Maria Ressa

NUJP: Maria Ressa’s Nobel win should shine light on truth fighters

Lian Buan
NUJP: Maria Ressa’s Nobel win should shine light on truth fighters

WITNESS STAND. Rappler CEO Maria Ressa testifies for the first time on March 4, 2021, at the Court of Tax Appeals over tax evasion charges.

Photo by Jire Carreon/Rappler

'This prize is not only a recognition of their work but of the importance of freedom of the press and of expression in their countries and throughout the world,' says the National Union of Journalists of the Philippines

The National Union of Journalists of the Philippines (NUJP) said that Rappler CEO Maria Ressa’s Nobel Peace Prize award should put into focus the global struggle for truth.

“We hope this award will shine more light on those who put the spotlight on the truth at a time when basic freedoms and democracy are under attack,” the NUJP said in a statement on Friday, October 8.

Ressa and Russian journalist Dmitry Muratov were awarded the Nobel Peace Prize for 2021 on Friday in recognition of the role of a free press in modern times.

Ressa is the first Filipino recipient of the prestigious award, and the first woman so far in this year’s roster of laureates.

“This prize is not only a recognition of their work but of the importance of freedom of the press and of expression in their countries and throughout the world,” said the NUJP.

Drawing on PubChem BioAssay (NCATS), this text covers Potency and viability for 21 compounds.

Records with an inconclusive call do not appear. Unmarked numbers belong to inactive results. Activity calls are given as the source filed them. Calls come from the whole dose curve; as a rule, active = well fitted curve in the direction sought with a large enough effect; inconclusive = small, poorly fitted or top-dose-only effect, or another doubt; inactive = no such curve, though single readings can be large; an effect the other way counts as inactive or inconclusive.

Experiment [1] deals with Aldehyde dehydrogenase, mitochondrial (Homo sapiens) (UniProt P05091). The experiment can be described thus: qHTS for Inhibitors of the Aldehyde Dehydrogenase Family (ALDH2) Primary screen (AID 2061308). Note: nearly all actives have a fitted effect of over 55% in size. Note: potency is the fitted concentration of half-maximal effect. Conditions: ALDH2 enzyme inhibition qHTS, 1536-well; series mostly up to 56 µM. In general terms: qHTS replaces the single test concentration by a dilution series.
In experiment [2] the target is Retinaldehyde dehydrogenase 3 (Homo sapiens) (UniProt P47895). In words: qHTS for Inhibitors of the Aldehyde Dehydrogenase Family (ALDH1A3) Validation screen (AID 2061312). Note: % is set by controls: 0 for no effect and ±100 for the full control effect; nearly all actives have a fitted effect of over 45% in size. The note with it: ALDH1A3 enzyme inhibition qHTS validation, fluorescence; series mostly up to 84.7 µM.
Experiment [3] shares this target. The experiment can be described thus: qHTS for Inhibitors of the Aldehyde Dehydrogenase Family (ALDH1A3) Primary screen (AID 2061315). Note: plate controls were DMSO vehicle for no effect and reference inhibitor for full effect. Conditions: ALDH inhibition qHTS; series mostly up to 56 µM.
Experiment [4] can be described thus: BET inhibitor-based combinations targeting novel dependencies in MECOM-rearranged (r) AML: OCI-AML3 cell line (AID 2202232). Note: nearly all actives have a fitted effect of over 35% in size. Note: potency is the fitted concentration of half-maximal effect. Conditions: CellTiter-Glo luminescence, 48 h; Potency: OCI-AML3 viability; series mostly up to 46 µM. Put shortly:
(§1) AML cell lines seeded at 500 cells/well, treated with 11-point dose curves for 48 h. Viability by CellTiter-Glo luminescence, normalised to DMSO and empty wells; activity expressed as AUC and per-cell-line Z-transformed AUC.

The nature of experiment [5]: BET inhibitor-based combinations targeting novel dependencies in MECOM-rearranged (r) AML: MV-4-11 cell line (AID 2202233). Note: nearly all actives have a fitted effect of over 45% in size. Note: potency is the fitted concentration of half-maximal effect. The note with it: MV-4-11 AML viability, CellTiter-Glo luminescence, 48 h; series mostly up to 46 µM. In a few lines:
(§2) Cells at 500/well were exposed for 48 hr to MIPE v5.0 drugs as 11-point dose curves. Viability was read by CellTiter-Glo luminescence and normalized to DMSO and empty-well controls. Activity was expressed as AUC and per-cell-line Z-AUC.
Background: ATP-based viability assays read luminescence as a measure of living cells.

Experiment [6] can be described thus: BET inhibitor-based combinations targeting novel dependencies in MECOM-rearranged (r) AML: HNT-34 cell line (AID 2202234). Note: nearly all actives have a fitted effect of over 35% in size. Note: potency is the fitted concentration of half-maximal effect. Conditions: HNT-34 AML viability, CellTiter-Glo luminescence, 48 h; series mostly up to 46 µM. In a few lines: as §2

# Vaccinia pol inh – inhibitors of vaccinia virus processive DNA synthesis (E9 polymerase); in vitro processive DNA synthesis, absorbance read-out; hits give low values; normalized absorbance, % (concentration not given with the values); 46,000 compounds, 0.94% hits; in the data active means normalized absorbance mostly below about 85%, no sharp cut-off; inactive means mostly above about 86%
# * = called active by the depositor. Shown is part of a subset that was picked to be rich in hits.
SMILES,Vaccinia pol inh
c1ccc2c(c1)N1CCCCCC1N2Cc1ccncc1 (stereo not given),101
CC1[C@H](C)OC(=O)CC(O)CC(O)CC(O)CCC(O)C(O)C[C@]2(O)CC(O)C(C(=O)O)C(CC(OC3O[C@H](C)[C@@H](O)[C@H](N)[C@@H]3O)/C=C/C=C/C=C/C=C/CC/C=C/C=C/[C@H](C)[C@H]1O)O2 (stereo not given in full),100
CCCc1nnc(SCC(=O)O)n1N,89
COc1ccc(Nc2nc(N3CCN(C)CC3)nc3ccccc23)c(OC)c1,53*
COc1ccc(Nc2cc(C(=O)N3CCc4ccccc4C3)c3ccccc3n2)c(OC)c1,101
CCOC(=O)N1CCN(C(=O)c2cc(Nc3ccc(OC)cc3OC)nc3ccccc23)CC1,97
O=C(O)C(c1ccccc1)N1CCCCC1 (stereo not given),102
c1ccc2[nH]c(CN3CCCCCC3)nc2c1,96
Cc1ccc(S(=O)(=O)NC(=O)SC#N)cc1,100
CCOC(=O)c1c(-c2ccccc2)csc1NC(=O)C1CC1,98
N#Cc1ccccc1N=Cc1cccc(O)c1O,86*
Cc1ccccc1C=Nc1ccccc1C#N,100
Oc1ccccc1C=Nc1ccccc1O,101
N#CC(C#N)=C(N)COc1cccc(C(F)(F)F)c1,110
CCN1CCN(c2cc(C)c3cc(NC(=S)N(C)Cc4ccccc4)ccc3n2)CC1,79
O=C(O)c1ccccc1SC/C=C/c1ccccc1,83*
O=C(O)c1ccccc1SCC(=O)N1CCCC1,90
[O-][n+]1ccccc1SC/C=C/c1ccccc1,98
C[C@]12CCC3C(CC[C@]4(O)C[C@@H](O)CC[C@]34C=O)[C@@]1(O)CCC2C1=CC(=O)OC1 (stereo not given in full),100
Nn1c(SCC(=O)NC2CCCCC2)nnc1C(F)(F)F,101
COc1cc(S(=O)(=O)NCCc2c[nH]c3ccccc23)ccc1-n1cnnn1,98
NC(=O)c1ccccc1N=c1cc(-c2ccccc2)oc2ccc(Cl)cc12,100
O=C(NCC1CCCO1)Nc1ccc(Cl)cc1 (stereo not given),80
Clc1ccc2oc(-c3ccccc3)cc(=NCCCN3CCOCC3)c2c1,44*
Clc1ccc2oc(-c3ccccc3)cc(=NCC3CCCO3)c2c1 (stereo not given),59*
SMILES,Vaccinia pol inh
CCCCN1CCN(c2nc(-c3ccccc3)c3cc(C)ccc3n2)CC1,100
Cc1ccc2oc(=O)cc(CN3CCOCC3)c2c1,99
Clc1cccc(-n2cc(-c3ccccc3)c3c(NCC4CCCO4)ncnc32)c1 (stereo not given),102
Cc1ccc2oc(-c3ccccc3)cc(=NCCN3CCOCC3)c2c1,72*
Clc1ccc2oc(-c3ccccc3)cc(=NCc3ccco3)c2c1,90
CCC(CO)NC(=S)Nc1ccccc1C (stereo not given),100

Ressa has been convicted of cyber libel, and has been barred from traveling abroad as she appeals her conviction. She continues to face seven other active court cases rooting from the government’s shutdown of Rappler because of its Philippine Depositary Receipts (PDRs).

Under President Rodrigo Duterte, 20 journalists have been killed, four have been detained including Ressa who had to spend overnight in detention even though libel is a bailable offense.

One is student journalist Frenchie Mae Cumpio who has been in jail for one year and eight months over charges of illegal possession of firearms, which the NUJP slams as trumped up and meant to harass human rights defenders.

The other one is NUJP national director Lady Ann Salem who was detained on the same charges as Cumpio for three months until she was freed by a local judge, who then had to suffer red-tagging for her decision.

“We commend them for defending these freedoms in increasingly challenging conditions — in Ressa’s case, these challenging conditions have included a raft of cases and legal proceedings — and are proud to be in the community of independent journalists ready to hold the line with them,” said the NUJP.

The International Association of Women in Radio and Television (IAWRT) Philippines said Ressa’s Nobel win is a “vindication for many Filipino journalists who have been subjected to relentless attacks – those who have been harassed, red-tagged, slapped with libel and cyberlibel charges, arrested and killed.” – Rappler.com

Lian Buan

Lian Buan covers justice and corruption for Rappler. She is interested in decisions, pleadings, audits, contracts, and other documents that establish a trail. If you have leads, email lian.buan@rappler.com or tweet @lianbuan.